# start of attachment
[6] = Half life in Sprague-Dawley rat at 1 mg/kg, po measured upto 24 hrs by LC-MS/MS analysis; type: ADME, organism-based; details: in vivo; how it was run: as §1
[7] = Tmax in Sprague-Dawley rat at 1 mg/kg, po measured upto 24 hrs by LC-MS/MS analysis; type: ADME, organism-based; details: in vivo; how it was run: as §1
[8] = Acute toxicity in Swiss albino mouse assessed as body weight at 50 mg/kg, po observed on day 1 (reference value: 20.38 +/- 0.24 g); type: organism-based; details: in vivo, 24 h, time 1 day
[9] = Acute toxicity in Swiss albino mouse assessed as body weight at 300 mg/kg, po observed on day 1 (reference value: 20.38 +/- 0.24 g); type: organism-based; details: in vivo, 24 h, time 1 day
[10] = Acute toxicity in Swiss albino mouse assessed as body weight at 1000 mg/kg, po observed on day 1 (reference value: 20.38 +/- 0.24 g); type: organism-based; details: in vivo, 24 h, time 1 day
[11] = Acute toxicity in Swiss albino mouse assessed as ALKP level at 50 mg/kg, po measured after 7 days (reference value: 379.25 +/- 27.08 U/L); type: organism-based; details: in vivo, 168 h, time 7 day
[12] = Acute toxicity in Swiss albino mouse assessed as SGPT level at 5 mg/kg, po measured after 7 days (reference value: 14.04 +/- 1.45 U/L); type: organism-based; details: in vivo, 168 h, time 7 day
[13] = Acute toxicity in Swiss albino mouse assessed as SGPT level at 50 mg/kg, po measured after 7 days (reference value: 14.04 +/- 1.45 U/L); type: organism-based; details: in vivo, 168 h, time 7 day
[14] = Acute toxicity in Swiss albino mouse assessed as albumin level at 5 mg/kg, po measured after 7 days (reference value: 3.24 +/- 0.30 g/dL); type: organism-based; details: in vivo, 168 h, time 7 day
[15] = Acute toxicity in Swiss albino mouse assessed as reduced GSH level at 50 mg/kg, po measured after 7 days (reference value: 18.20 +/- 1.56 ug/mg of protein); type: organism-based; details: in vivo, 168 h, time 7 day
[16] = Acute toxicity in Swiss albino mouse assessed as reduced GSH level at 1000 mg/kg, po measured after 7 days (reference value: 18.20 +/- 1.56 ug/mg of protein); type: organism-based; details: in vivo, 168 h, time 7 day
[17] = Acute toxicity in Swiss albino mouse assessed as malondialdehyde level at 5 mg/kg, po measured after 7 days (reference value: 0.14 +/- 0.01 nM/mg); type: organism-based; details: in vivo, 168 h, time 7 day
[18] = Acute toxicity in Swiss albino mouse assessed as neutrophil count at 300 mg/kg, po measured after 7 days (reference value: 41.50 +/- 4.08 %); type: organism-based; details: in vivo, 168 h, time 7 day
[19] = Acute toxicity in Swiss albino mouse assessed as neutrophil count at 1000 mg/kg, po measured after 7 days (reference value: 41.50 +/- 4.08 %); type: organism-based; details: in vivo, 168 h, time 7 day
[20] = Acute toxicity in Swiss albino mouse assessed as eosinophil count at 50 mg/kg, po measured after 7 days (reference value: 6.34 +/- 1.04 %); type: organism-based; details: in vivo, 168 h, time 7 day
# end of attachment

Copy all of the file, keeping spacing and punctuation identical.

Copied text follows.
[6] = Half life in Sprague-Dawley rat at 1 mg/kg, po measured upto 24 hrs by LC-MS/MS analysis; type: ADME, organism-based; details: in vivo; how it was run: as §1
[7] = Tmax in Sprague-Dawley rat at 1 mg/kg, po measured upto 24 hrs by LC-MS/MS analysis; type: ADME, organism-based; details: in vivo; how it was run: as §1
[8] = Acute toxicity in Swiss albino mouse assessed as body weight at 50 mg/kg, po observed on day 1 (reference value: 20.38 +/- 0.24 g); type: organism-based; details: in vivo, 24 h, time 1 day
[9] = Acute toxicity in Swiss albino mouse assessed as body weight at 300 mg/kg, po observed on day 1 (reference value: 20.38 +/- 0.24 g); type: organism-based; details: in vivo, 24 h, time 1 day
[10] = Acute toxicity in Swiss albino mouse assessed as body weight at 1000 mg/kg, po observed on day 1 (reference value: 20.38 +/- 0.24 g); type: organism-based; details: in vivo, 24 h, time 1 day
[11] = Acute toxicity in Swiss albino mouse assessed as ALKP level at 50 mg/kg, po measured after 7 days (reference value: 379.25 +/- 27.08 U/L); type: organism-based; details: in vivo, 168 h, time 7 day
[12] = Acute toxicity in Swiss albino mouse assessed as SGPT level at 5 mg/kg, po measured after 7 days (reference value: 14.04 +/- 1.45 U/L); type: organism-based; details: in vivo, 168 h, time 7 day
[13] = Acute toxicity in Swiss albino mouse assessed as SGPT level at 50 mg/kg, po measured after 7 days (reference value: 14.04 +/- 1.45 U/L); type: organism-based; details: in vivo, 168 h, time 7 day
[14] = Acute toxicity in Swiss albino mouse assessed as albumin level at 5 mg/kg, po measured after 7 days (reference value: 3.24 +/- 0.30 g/dL); type: organism-based; details: in vivo, 168 h, time 7 day
[15] = Acute toxicity in Swiss albino mouse assessed as reduced GSH level at 50 mg/kg, po measured after 7 days (reference value: 18.20 +/- 1.56 ug/mg of protein); type: organism-based; details: in vivo, 168 h, time 7 day
[16] = Acute toxicity in Swiss albino mouse assessed as reduced GSH level at 1000 mg/kg, po measured after 7 days (reference value: 18.20 +/- 1.56 ug/mg of protein); type: organism-based; details: in vivo, 168 h, time 7 day
[17] = Acute toxicity in Swiss albino mouse assessed as malondialdehyde level at 5 mg/kg, po measured after 7 days (reference value: 0.14 +/- 0.01 nM/mg); type: organism-based; details: in vivo, 168 h, time 7 day
[18] = Acute toxicity in Swiss albino mouse assessed as neutrophil count at 300 mg/kg, po measured after 7 days (reference value: 41.50 +/- 4.08 %); type: organism-based; details: in vivo, 168 h, time 7 day
[19] = Acute toxicity in Swiss albino mouse assessed as neutrophil count at 1000 mg/kg, po measured after 7 days (reference value: 41.50 +/- 4.08 %); type: organism-based; details: in vivo, 168 h, time 7 day
[20] = Acute toxicity in Swiss albino mouse assessed as eosinophil count at 50 mg/kg, po measured after 7 days (reference value: 6.34 +/- 1.04 %); type: organism-based; details: in vivo, 168 h, time 7 day